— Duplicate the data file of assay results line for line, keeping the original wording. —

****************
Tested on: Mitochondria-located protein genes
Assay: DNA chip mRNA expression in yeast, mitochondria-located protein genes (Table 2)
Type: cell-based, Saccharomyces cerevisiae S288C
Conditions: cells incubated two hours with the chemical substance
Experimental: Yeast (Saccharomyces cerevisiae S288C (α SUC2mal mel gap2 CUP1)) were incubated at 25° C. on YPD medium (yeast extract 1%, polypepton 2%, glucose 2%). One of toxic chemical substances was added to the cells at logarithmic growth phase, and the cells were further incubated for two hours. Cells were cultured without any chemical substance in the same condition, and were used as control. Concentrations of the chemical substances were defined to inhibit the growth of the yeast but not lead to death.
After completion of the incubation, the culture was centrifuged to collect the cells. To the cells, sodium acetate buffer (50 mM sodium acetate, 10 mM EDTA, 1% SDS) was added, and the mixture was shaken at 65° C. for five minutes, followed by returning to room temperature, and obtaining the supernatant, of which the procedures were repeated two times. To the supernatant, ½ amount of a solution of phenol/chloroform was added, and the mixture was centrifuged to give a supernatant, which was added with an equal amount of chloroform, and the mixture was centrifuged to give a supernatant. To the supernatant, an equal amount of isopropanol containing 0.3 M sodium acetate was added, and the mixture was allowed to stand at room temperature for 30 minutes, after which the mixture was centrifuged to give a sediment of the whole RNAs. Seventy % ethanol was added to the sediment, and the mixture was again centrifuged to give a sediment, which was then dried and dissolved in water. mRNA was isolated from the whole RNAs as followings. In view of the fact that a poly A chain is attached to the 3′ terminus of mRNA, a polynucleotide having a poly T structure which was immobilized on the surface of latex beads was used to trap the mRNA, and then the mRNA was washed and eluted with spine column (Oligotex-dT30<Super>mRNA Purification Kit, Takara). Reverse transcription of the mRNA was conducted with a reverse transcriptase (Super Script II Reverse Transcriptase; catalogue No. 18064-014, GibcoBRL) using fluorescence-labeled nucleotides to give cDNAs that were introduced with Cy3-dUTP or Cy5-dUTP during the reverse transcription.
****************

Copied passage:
Tested on: Mitochondria-located protein genes
Assay: DNA chip mRNA expression in yeast, mitochondria-located protein genes (Table 2)
Type: cell-based, Saccharomyces cerevisiae S288C
Conditions: cells incubated two hours with the chemical substance
Experimental: Yeast (Saccharomyces cerevisiae S288C (α SUC2mal mel gap2 CUP1)) were incubated at 25° C. on YPD medium (yeast extract 1%, polypepton 2%, glucose 2%). One of toxic chemical substances was added to the cells at logarithmic growth phase, and the cells were further incubated for two hours. Cells were cultured without any chemical substance in the same condition, and were used as control. Concentrations of the chemical substances were defined to inhibit the growth of the yeast but not lead to death.
After completion of the incubation, the culture was centrifuged to collect the cells. To the cells, sodium acetate buffer (50 mM sodium acetate, 10 mM EDTA, 1% SDS) was added, and the mixture was shaken at 65° C. for five minutes, followed by returning to room temperature, and obtaining the supernatant, of which the procedures were repeated two times. To the supernatant, ½ amount of a solution of phenol/chloroform was added, and the mixture was centrifuged to give a supernatant, which was added with an equal amount of chloroform, and the mixture was centrifuged to give a supernatant. To the supernatant, an equal amount of isopropanol containing 0.3 M sodium acetate was added, and the mixture was allowed to stand at room temperature for 30 minutes, after which the mixture was centrifuged to give a sediment of the whole RNAs. Seventy % ethanol was added to the sediment, and the mixture was again centrifuged to give a sediment, which was then dried and dissolved in water. mRNA was isolated from the whole RNAs as followings. In view of the fact that a poly A chain is attached to the 3′ terminus of mRNA, a polynucleotide having a poly T structure which was immobilized on the surface of latex beads was used to trap the mRNA, and then the mRNA was washed and eluted with spine column (Oligotex-dT30<Super>mRNA Purification Kit, Takara). Reverse transcription of the mRNA was conducted with a reverse transcriptase (Super Script II Reverse Transcriptase; catalogue No. 18064-014, GibcoBRL) using fluorescence-labeled nucleotides to give cDNAs that were introduced with Cy3-dUTP or Cy5-dUTP during the reverse transcription.